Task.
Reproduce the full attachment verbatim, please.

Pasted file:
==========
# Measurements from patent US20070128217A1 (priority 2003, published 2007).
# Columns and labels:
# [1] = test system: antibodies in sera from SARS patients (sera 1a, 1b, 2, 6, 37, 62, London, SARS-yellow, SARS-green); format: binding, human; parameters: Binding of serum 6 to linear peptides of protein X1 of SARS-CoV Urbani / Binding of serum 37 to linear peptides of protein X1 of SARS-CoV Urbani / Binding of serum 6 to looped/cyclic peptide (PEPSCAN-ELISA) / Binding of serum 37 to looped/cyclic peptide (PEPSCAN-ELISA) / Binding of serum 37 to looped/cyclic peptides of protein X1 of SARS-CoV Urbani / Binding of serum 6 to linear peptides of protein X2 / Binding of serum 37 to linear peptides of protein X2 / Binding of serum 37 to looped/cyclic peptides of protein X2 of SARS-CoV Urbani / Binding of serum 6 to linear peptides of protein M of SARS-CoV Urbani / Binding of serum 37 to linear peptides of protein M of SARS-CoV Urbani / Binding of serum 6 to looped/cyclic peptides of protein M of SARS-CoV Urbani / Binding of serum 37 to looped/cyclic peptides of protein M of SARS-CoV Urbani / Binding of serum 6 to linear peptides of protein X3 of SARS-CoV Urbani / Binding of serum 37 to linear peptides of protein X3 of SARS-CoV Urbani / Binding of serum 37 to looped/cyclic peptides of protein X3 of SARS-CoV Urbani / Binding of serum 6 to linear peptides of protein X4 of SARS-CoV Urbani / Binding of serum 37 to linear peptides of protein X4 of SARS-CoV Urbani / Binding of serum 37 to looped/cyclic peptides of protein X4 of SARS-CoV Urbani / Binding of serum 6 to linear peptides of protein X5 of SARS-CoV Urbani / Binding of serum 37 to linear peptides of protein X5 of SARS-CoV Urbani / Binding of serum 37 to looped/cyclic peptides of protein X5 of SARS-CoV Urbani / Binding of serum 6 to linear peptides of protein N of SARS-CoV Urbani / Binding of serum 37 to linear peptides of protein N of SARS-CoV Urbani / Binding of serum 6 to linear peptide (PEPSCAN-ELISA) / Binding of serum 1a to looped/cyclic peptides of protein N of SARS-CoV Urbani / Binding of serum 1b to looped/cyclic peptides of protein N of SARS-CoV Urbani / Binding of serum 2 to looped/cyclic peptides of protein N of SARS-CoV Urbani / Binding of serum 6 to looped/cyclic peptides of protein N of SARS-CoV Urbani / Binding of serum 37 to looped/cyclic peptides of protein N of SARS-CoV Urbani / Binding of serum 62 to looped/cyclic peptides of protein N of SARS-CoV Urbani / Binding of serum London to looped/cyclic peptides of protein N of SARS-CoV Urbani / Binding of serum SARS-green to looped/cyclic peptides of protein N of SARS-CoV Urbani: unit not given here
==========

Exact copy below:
# Measurements from patent US20070128217A1 (priority 2003, published 2007).
# Columns and labels:
# [1] = test system: antibodies in sera from SARS patients (sera 1a, 1b, 2, 6, 37, 62, London, SARS-yellow, SARS-green); format: binding, human; parameters: Binding of serum 6 to linear peptides of protein X1 of SARS-CoV Urbani / Binding of serum 37 to linear peptides of protein X1 of SARS-CoV Urbani / Binding of serum 6 to looped/cyclic peptide (PEPSCAN-ELISA) / Binding of serum 37 to looped/cyclic peptide (PEPSCAN-ELISA) / Binding of serum 37 to looped/cyclic peptides of protein X1 of SARS-CoV Urbani / Binding of serum 6 to linear peptides of protein X2 / Binding of serum 37 to linear peptides of protein X2 / Binding of serum 37 to looped/cyclic peptides of protein X2 of SARS-CoV Urbani / Binding of serum 6 to linear peptides of protein M of SARS-CoV Urbani / Binding of serum 37 to linear peptides of protein M of SARS-CoV Urbani / Binding of serum 6 to looped/cyclic peptides of protein M of SARS-CoV Urbani / Binding of serum 37 to looped/cyclic peptides of protein M of SARS-CoV Urbani / Binding of serum 6 to linear peptides of protein X3 of SARS-CoV Urbani / Binding of serum 37 to linear peptides of protein X3 of SARS-CoV Urbani / Binding of serum 37 to looped/cyclic peptides of protein X3 of SARS-CoV Urbani / Binding of serum 6 to linear peptides of protein X4 of SARS-CoV Urbani / Binding of serum 37 to linear peptides of protein X4 of SARS-CoV Urbani / Binding of serum 37 to looped/cyclic peptides of protein X4 of SARS-CoV Urbani / Binding of serum 6 to linear peptides of protein X5 of SARS-CoV Urbani / Binding of serum 37 to linear peptides of protein X5 of SARS-CoV Urbani / Binding of serum 37 to looped/cyclic peptides of protein X5 of SARS-CoV Urbani / Binding of serum 6 to linear peptides of protein N of SARS-CoV Urbani / Binding of serum 37 to linear peptides of protein N of SARS-CoV Urbani / Binding of serum 6 to linear peptide (PEPSCAN-ELISA) / Binding of serum 1a to looped/cyclic peptides of protein N of SARS-CoV Urbani / Binding of serum 1b to looped/cyclic peptides of protein N of SARS-CoV Urbani / Binding of serum 2 to looped/cyclic peptides of protein N of SARS-CoV Urbani / Binding of serum 6 to looped/cyclic peptides of protein N of SARS-CoV Urbani / Binding of serum 37 to looped/cyclic peptides of protein N of SARS-CoV Urbani / Binding of serum 62 to looped/cyclic peptides of protein N of SARS-CoV Urbani / Binding of serum London to looped/cyclic peptides of protein N of SARS-CoV Urbani / Binding of serum SARS-green to looped/cyclic peptides of protein N of SARS-CoV Urbani: unit not given here